Talking Tickets 23 October 2020: The AFL Grand Final! Ticket Revenue! Performances! And, More!

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Hey there! 

Did you get a chance to check out the Save Our Stages concert fundraiser last weekend? 

Miley Cirus did a great cover of The Cranberries and the Foo Fighters did an acousticset that was ace. 

If you can, make a donation to support the effort. 

Are you an American? 

Make sure you vote! Take a selfie of yourself and your mail-in ballot or at your local polling place and tweet it to #IVotedConcerts to have a chance to take part in a virtual election night concert with artists from all over the country. 

I’m doing a free panel on sales and marketing on LinkedIn on Wednesday the 28th at 1 PM Eastern. You can sign up here

I’ll have more information next week, but I’m going to be speaking at the National Sports Forum’s Holiday Event in December! I’ve built a new session about the Holy Trinity of marketing: segmentation, targeting, and positioning and how that will apply to your organization on the other side of the pandemic. 

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To the Tickets! 

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1. AFL and NRL are having championships this weekend. And will have some of the biggest crowds since the pandemic started:

This is exciting news! 

I’m bummed to not be in Australia for the AFL’s Grand Final, but it is great that there will be fans there. 

There will also be fans at the NRL’s Grand Final. 

70,000 fans between the two games. 

I want to highlight this because it is exciting to see the way that the AFL and the NRL have fought through the pandemic to host their finals with fans in attendance. 

While the business models of both leagues have come under intense pressure and getting to the finish line is really only the start of a long trip back to normalcy for both leagues…the site of fans in the stands at the signature events should be exciting for everyone. 

What all of us can learn is:

First, with proper precautions and security measures, we can get folks back into venues. 

We are seeing that with the NFL and the World Series as well. 

Limited capacity, sure. But still fans in the stands. 

Second, being creative is essential to our success and survival right now. 

Both leagues have had to adjust staff levels, rework contracts, and renegotiate financial deals. But they are making it through the pandemic. 

For me, it is nice to be able to share a positive story at the top!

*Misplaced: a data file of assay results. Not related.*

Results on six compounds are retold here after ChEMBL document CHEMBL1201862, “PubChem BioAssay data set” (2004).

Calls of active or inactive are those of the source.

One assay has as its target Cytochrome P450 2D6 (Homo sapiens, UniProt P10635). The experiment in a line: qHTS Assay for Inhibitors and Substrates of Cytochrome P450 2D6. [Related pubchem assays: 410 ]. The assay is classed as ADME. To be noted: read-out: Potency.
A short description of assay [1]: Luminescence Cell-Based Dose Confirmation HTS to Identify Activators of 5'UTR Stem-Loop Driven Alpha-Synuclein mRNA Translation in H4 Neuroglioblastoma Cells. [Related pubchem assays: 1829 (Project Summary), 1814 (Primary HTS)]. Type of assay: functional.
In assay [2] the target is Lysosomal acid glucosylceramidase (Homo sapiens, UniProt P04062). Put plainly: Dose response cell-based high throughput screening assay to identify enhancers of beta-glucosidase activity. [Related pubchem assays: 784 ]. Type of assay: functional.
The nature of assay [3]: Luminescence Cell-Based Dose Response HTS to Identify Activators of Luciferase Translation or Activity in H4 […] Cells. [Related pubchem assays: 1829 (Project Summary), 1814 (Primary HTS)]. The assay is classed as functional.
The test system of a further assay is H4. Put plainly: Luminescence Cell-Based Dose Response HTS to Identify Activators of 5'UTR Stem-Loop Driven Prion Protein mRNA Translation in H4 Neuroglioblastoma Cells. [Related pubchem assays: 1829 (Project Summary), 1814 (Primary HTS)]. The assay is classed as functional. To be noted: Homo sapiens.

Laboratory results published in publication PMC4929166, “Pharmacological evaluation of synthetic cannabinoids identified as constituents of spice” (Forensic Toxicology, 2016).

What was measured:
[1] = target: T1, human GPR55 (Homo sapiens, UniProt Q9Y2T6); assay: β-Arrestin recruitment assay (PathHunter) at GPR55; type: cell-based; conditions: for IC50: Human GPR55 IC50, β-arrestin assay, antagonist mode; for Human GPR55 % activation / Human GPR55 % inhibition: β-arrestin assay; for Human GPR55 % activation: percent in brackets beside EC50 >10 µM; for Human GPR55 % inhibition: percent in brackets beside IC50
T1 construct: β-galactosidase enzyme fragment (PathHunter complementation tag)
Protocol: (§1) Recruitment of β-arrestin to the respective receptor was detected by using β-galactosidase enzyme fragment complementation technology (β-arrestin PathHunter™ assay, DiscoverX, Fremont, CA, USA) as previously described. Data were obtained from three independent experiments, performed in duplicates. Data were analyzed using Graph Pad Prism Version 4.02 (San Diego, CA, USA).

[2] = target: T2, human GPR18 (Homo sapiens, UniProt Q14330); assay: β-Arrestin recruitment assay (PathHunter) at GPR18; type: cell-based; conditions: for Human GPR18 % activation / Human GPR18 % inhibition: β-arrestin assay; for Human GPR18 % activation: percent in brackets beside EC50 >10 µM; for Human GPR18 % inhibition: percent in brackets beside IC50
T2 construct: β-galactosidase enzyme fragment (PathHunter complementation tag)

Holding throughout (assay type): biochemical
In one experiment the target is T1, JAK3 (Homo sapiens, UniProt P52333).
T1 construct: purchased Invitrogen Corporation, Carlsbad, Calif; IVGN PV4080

I just wish Melbourne FC was in the Grand Final! 

2. The CMA provisionally blocks the merger of Viagogo and StubHub in the UK:

I can’t say that I am surprised by this. 

I expected this decision from the start for a few reasons:

  • Viagogo’s reputation in the UK is bad.
  • The view of the secondary market in the UK is bad. 

Combining these didn’t make for a scenario where a deal was just going to be waved through. 

What was unusual to me was that the US government waved the deal through so quickly while the CMA was holding it up. 

This quick approval in the US rush is even more interesting this week as the US government filed an antitrust suit against Google while talking about looking at action against other businesses like Apple, Facebook, and Amazon, taking aim at large companies and market control in a way that hasn’t been on the table in a generation. 

The CMA laid out some options for Viagogo to get the merger approved including selling off StubHub in the UK. 

I don’t know which direction this will eventually take, but the closing of the merger is likely to continue to impact Viagogo and StubHub at a time when the ticket industry is in a dire spot. 

Watch out for:

  • What route Viagogo takes to get the deal approved. 
  • Whether or not the CMA drags its feet on the deal even after Viagogo takes mitigative action. 
  • The drag that this has on Viagogo and StubHub in markets around the world. As we’ve seen, ticket sellers and the secondary market in the US have been catching a lot of heat because of refunds and exchange policies. And, I’d be surprised if this ongoing situation didn’t add to the pressures that are being felt by the two businesses, even though the action is happening in the UK. 

3. University of Iowa drops more sports and has huge budget concerns:

I’m old fashioned. 

If a business doesn’t have revenue, it is a hobby. 

If a business is always losing money, something isn’t right with its business model. 

This story is becoming a regular one now. The school spent big, made big commitments, and is ROLLING IN IT! 

Then, we have a pandemic, and “Wait!? What?!” 

I’ll attribute this quote to Warren Buffett, “You don’t know who is naked until the tide goes out.” 

We’ve seen a lot of athletic departments getting fat on debt and telling us how smart and successful they are. 

It is the constant stream of these stories from colleges, leagues, and teams around the world that has me considering the idea that we haven’t seen the bottom yet. 

I saw a story that mentioned, maybe, MLB will get back to normal in 2022. An NHL owner mentioned that without fans in 2021, some teams might be in danger.